Ensuring software quality is one of the key performance indicators for a software architect. That’s why having a strategy to ensure software quality is an essential aspect of software architect’s key responsibilities.
Essentially you can apply Pareto Principle (80/20 rule) to manage Software Quality:
20 % of your focus on Software Quality can bring 80% of effects in delivering better Software
Use the below three steps to make your software quality management strategy effective and operational.
Step 1 – Plan – What to measure?
There is no prescriptive way of list of metrics – it is applicable as per the context and the environment you are delivering the software. Essentially there are three areas to choose from
- Code/Build Quality Metrics: Ensuring code passes through all standard quality check meeting non-functional requirements
- Delivery Quality Metrics – Ensuring program delivery parameters are being adhered to (for example – if you can’t deliver on time, on budget, it does not help the customer or the organization)
- Functional Quality Metrics – Ensuring functional requirements are being met as per business needs. Even if code quality is top-notch, if it is not meeting the intended business need, it does not help.
Step 2 – Measure – How to measure?
It is not essential that you use automation to ensure your effort is not being spent on measuring it manually. There are plenty of tools or technologies available to measure these metrics such as (note that this is not a comprehensive list of all tools – the idea is to provide you pointers towards it):
- Static Code Analysis — For code quality assessment and can easily be integrated as part of code pipeline with tools such as SonarQube, Checkstyle, Coverity. Click here to see the list of all available tools
- Performance & Load Testing — For measuring performance early either as an independent test or as part of build & release pipeline such as Apache JMeter or Blazemeter, Gatling, or SaaS solutions like Loader.io, Flood.io, Loadstorm, Octoperf, Loadfocus, and the list goes on.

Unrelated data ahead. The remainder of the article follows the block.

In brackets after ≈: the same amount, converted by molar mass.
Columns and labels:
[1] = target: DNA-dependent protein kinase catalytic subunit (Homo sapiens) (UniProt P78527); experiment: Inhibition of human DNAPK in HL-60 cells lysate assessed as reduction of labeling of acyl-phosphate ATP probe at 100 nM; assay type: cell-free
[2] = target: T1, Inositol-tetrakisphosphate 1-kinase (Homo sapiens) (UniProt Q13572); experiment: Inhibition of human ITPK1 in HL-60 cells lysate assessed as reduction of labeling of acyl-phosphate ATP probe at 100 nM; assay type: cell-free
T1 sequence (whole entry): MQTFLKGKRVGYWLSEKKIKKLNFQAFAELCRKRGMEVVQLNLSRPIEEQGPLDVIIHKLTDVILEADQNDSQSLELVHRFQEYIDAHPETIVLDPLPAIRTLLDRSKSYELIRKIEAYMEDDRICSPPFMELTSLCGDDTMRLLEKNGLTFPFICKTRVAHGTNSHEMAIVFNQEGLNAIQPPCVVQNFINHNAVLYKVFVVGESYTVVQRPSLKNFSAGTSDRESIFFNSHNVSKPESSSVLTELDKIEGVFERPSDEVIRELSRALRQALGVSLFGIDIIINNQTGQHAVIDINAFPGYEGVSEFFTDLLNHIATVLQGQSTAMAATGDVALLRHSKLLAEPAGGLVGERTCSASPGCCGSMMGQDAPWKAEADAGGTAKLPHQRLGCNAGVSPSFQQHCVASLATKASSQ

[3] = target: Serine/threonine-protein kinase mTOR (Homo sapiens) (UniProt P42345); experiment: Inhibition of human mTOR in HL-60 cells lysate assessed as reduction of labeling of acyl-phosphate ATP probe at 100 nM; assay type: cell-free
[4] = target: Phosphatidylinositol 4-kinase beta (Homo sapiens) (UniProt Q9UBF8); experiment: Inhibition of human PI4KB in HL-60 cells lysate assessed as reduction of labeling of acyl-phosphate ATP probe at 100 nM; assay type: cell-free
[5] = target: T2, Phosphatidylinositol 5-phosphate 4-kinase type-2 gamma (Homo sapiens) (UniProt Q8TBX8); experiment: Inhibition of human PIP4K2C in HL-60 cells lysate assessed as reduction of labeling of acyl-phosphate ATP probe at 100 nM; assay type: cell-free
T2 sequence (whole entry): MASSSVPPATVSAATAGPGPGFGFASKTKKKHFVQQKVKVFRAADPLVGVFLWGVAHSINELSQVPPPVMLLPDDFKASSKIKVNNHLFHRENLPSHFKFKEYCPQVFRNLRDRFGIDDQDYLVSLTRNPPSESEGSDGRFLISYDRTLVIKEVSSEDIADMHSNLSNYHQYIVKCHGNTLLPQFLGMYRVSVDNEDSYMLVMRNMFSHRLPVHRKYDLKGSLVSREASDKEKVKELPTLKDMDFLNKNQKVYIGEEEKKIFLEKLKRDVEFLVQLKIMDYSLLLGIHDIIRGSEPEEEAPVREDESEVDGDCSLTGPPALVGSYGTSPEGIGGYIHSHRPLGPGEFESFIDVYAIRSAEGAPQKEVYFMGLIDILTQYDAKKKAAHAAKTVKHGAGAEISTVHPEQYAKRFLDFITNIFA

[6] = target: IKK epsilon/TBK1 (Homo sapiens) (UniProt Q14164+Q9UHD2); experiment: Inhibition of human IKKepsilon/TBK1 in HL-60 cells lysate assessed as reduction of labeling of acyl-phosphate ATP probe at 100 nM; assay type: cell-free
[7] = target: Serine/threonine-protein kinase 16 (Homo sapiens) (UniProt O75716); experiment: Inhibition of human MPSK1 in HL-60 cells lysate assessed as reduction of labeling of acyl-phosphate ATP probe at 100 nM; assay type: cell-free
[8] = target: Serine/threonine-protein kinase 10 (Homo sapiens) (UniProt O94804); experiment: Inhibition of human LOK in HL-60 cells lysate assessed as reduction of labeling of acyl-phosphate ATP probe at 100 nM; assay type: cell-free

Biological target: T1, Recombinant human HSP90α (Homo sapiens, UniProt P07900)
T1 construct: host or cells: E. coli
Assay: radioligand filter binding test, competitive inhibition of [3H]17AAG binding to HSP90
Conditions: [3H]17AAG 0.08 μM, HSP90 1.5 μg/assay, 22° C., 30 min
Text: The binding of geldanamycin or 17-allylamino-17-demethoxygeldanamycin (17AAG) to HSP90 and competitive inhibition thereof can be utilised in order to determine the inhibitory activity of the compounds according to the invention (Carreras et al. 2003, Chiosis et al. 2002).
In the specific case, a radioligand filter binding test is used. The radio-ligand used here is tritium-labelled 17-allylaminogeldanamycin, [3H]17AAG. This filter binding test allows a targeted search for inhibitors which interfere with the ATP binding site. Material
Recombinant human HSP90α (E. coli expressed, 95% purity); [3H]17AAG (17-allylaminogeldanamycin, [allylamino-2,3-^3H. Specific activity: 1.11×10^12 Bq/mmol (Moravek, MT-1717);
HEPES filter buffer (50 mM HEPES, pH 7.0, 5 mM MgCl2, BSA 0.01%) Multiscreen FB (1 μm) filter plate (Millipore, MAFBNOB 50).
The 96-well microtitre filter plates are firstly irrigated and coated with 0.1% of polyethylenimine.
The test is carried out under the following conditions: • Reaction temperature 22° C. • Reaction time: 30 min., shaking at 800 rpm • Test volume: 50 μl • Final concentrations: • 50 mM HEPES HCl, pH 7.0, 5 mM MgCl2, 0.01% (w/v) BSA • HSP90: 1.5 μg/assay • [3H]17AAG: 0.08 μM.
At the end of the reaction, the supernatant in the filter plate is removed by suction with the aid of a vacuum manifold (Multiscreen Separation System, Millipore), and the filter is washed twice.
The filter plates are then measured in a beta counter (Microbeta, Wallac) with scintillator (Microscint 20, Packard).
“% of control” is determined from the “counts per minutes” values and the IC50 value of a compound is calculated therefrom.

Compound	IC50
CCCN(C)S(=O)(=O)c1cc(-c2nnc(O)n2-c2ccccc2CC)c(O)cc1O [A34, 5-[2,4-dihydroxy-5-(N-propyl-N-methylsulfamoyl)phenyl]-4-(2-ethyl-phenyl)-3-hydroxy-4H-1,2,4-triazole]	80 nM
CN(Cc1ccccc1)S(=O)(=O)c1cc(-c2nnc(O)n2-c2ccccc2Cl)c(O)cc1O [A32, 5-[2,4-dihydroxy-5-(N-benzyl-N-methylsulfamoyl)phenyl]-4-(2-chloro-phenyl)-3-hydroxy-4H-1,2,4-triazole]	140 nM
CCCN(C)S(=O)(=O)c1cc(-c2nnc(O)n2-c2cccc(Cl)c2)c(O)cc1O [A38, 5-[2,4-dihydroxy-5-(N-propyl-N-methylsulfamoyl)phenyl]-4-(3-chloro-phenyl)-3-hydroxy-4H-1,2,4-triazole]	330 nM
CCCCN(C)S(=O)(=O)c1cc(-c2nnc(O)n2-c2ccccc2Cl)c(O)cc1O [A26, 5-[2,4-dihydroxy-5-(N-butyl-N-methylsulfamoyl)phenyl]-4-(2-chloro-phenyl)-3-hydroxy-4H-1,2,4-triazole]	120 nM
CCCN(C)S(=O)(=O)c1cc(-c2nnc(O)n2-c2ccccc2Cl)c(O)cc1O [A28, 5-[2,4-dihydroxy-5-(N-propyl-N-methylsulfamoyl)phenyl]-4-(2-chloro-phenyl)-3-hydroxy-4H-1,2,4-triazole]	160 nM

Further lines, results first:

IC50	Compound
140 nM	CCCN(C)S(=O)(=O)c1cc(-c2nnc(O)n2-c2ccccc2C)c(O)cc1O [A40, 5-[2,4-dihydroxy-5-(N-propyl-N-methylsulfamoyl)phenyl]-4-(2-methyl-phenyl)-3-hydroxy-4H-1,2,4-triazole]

- Security Testing – Measuring security vulnerability using Static Application Security Testing (SAST) and Dynamic Application Security Testing (DAST) tools addressing OWASP identified security vulnerabilities (list of Top 10 vulnerabilities). Click here to see a list of tools/technologies by OWASP. OWASP also provides an OpenSource penetration testing tool known as ZAP, which is widely used by many enterprise solution providers.
- Software composition analysis (SCA) – To identify open-source and third-party components being used in your application and any known security vulnerabilities. Click here to read about SCA by Synk, which is one of the tools to get security testing integrated into the code pipeline.
- Observability and Application Performance Monitoring — For Logs, Metrics, and Tracing using Opensource tools such as Apache Skywalking, Elastic or licensed products like New Relic, Dynatrace, Splunk, Datadog, etc.
- User Experience (UI) Performance — For measuring page rendering and perceived user experience performance with tools such as Google Lighthouse, Web.dev, GTMetrix.
Step 3 – Visualize & Act
The last but not the least is to visualize (considering the number of metrics, visualization helps) and then act on metrics not meeting the desired SLA.
As there are different stakeholders (developers, testing team, security team, performance testing team, senior leadership, executives), single visualization will not server the purpose. At minimum you need following visualizations:
- Development (Dev) – providing a consolidated view of development metrics
- Operational (Ops) – providing operational and maintenance metrics view
- Engineering dashboard – providing a summarized view to measure the effectiveness of engineering practices
For Development & Operational views – Use existing tools like JIRA Dashboards (with widgets) or Opensource tools like Kibana or Hygieia for
For Engineering Dashboard — Use products like CAST or build a custom solution to provide end-to-end visibility and insights for architecture adherence checks, and structural security findings to prevent outages, data corruption, insider threats, etc.
To conclude, software quality is not an afterthought, and putting the quality strategy since inception helps to build better software. Doing it in a continuous manner and making incremental improvements goes a long way!